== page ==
17% Covid patients still suffer health issues, 6.5% lost lives after 1 year: ICMR

Last Updated on August 29, 2023 by

New Delhi, Aug 29 (IANS) About 17.1 per cent Covid-19 patients continue to suffer persistent or new onset symptoms, according to a new study by the Indian Council of Medical Research (ICMR). 

The symptoms of long Covid or post Covid condition (PCC) include fatigue, breathlessness or neurocognitive abnormalities. PCC was also linked with 2.7 times higher odds of post-discharge mortality.

The study led by ICMR’s Clinical Studies and Trials Unit also showed that 6.5 per cent patients hospitalised due to Covid lost their lives a year post-discharge.

Younger as well as older age, male gender, moderate-to-severe disease and presence of comorbidities are associated with higher odds of post-discharge one-year mortality, revealed the study based on the data of 14,419 patients across 31 hospitals.

Among the 14,419 participants who were followed up at least once between four weeks and one year post-discharge, 942 (6.5 per cent) had died, and the remaining 93.5 per cent were reported alive during one year of follow-up.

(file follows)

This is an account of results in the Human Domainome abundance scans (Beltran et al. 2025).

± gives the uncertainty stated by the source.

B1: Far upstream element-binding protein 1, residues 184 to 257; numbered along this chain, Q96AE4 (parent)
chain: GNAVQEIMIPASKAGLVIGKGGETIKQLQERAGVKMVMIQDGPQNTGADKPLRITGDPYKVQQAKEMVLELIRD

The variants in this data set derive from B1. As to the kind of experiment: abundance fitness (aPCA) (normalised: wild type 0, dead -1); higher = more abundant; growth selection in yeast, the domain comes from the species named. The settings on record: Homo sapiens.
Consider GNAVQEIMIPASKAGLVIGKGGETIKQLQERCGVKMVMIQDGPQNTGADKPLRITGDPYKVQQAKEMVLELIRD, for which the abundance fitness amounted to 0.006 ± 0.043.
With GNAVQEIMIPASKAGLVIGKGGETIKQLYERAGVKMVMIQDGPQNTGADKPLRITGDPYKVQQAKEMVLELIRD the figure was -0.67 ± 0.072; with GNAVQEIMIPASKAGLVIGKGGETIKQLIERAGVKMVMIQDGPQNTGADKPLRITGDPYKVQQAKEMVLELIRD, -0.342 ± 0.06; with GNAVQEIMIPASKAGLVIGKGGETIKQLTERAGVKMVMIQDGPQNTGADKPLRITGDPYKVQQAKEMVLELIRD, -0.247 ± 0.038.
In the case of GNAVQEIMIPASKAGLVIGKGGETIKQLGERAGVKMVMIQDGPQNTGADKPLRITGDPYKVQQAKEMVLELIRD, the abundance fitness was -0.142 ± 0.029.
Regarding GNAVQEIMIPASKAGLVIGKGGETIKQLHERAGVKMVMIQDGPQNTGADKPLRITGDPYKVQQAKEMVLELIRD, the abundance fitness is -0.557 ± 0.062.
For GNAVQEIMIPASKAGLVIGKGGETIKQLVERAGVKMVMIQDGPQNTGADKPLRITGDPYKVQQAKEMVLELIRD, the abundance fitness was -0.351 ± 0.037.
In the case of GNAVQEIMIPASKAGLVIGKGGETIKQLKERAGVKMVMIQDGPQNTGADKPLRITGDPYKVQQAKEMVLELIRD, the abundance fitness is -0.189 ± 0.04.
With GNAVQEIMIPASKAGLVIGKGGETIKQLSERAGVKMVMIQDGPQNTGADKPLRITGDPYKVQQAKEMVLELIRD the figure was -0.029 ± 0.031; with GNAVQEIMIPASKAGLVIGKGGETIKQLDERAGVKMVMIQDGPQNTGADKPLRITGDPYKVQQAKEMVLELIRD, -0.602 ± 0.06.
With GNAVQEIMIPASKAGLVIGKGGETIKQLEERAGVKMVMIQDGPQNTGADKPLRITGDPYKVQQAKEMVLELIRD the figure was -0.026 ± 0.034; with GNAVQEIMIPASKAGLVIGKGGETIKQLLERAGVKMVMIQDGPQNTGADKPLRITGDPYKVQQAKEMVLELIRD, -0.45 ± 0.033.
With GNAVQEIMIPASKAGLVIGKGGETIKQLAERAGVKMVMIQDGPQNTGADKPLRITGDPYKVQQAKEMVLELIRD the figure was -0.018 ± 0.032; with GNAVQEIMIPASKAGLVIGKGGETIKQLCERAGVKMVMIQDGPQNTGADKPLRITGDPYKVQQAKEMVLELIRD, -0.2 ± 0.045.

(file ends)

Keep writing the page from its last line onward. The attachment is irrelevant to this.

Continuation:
The odds of dying after the first follow-up between 4-8 weeks were higher among those with comorbidity and those who reported PCC.

“The odds of death after the first follow-up were lower among those who had a moderate-to-severe disease during initial hospitalisation and had received anti-SARS-CoV-2 vaccination, although the association was not significant,” the researchers said, in the paper published in the Indian Journal of Medical Research.

However, vaccination before the Covid-19 infection offered 60 per cent protection, the study showed.

“Vaccination before the Covid-19 infection confers protection to post discharge mortality,” it added.

Multiple studies have identified increasing age as a risk factor for post discharge death.

“The current analysis additionally showed that the participants younger than 18 years had 1.7 times higher odds of dying after discharge from the hospital.

“Our earlier reports have shown that comorbidities among admitted children are more severe, such as malignancies, kidney disorders, haematological disorders and others.



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